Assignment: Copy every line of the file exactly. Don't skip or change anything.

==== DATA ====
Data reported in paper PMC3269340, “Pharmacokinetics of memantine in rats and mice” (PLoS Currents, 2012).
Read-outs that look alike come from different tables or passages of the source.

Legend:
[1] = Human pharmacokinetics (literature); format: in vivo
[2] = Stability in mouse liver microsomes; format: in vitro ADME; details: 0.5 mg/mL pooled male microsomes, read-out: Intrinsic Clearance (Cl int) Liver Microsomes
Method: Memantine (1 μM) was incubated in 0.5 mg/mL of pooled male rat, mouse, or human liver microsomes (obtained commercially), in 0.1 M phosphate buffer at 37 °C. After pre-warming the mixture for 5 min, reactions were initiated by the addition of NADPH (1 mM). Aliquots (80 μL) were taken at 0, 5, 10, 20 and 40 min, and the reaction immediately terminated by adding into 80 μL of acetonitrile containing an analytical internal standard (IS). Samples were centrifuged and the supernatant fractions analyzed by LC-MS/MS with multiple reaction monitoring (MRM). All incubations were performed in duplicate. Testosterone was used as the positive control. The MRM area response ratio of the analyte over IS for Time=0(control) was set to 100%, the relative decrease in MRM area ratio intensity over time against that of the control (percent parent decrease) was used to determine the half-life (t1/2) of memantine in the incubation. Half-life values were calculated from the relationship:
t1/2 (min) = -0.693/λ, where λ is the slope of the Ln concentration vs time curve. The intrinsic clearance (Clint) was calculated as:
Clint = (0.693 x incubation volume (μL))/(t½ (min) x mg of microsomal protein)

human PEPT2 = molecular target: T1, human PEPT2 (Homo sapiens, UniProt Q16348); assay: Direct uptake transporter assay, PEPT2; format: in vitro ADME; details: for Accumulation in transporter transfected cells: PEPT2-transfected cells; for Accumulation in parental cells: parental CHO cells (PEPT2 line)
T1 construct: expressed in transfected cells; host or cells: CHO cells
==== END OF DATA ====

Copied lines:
Data reported in paper PMC3269340, “Pharmacokinetics of memantine in rats and mice” (PLoS Currents, 2012).
Read-outs that look alike come from different tables or passages of the source.

Legend:
[1] = Human pharmacokinetics (literature); format: in vivo
[2] = Stability in mouse liver microsomes; format: in vitro ADME; details: 0.5 mg/mL pooled male microsomes, read-out: Intrinsic Clearance (Cl int) Liver Microsomes
Method: Memantine (1 μM) was incubated in 0.5 mg/mL of pooled male rat, mouse, or human liver microsomes (obtained commercially), in 0.1 M phosphate buffer at 37 °C. After pre-warming the mixture for 5 min, reactions were initiated by the addition of NADPH (1 mM). Aliquots (80 μL) were taken at 0, 5, 10, 20 and 40 min, and the reaction immediately terminated by adding into 80 μL of acetonitrile containing an analytical internal standard (IS). Samples were centrifuged and the supernatant fractions analyzed by LC-MS/MS with multiple reaction monitoring (MRM). All incubations were performed in duplicate. Testosterone was used as the positive control. The MRM area response ratio of the analyte over IS for Time=0(control) was set to 100%, the relative decrease in MRM area ratio intensity over time against that of the control (percent parent decrease) was used to determine the half-life (t1/2) of memantine in the incubation. Half-life values were calculated from the relationship:
t1/2 (min) = -0.693/λ, where λ is the slope of the Ln concentration vs time curve. The intrinsic clearance (Clint) was calculated as:
Clint = (0.693 x incubation volume (μL))/(t½ (min) x mg of microsomal protein)

human PEPT2 = molecular target: T1, human PEPT2 (Homo sapiens, UniProt Q16348); assay: Direct uptake transporter assay, PEPT2; format: in vitro ADME; details: for Accumulation in transporter transfected cells: PEPT2-transfected cells; for Accumulation in parental cells: parental CHO cells (PEPT2 line)
T1 construct: expressed in transfected cells; host or cells: CHO cells